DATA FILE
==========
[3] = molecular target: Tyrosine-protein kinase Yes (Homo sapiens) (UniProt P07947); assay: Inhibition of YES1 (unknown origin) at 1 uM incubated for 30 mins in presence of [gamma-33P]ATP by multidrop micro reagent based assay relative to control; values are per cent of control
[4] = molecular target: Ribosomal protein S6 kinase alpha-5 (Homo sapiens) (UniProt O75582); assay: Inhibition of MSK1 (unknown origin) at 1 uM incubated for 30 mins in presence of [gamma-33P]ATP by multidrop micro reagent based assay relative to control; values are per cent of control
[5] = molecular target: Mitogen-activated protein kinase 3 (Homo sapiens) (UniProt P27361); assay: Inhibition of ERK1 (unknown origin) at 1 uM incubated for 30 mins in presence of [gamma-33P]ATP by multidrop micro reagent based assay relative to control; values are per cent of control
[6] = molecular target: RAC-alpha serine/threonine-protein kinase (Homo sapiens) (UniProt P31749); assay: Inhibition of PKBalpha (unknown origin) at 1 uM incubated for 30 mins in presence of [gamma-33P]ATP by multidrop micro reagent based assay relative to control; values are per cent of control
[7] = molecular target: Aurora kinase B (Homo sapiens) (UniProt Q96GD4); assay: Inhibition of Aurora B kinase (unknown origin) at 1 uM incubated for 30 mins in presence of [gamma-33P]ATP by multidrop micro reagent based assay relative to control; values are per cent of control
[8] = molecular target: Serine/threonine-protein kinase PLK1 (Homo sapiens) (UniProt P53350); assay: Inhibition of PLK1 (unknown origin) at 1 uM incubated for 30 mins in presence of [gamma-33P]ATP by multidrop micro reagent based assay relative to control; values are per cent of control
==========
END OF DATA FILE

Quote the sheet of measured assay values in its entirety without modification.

[3] = molecular target: Tyrosine-protein kinase Yes (Homo sapiens) (UniProt P07947); assay: Inhibition of YES1 (unknown origin) at 1 uM incubated for 30 mins in presence of [gamma-33P]ATP by multidrop micro reagent based assay relative to control; values are per cent of control
[4] = molecular target: Ribosomal protein S6 kinase alpha-5 (Homo sapiens) (UniProt O75582); assay: Inhibition of MSK1 (unknown origin) at 1 uM incubated for 30 mins in presence of [gamma-33P]ATP by multidrop micro reagent based assay relative to control; values are per cent of control
[5] = molecular target: Mitogen-activated protein kinase 3 (Homo sapiens) (UniProt P27361); assay: Inhibition of ERK1 (unknown origin) at 1 uM incubated for 30 mins in presence of [gamma-33P]ATP by multidrop micro reagent based assay relative to control; values are per cent of control
[6] = molecular target: RAC-alpha serine/threonine-protein kinase (Homo sapiens) (UniProt P31749); assay: Inhibition of PKBalpha (unknown origin) at 1 uM incubated for 30 mins in presence of [gamma-33P]ATP by multidrop micro reagent based assay relative to control; values are per cent of control
[7] = molecular target: Aurora kinase B (Homo sapiens) (UniProt Q96GD4); assay: Inhibition of Aurora B kinase (unknown origin) at 1 uM incubated for 30 mins in presence of [gamma-33P]ATP by multidrop micro reagent based assay relative to control; values are per cent of control
[8] = molecular target: Serine/threonine-protein kinase PLK1 (Homo sapiens) (UniProt P53350); assay: Inhibition of PLK1 (unknown origin) at 1 uM incubated for 30 mins in presence of [gamma-33P]ATP by multidrop micro reagent based assay relative to control; values are per cent of control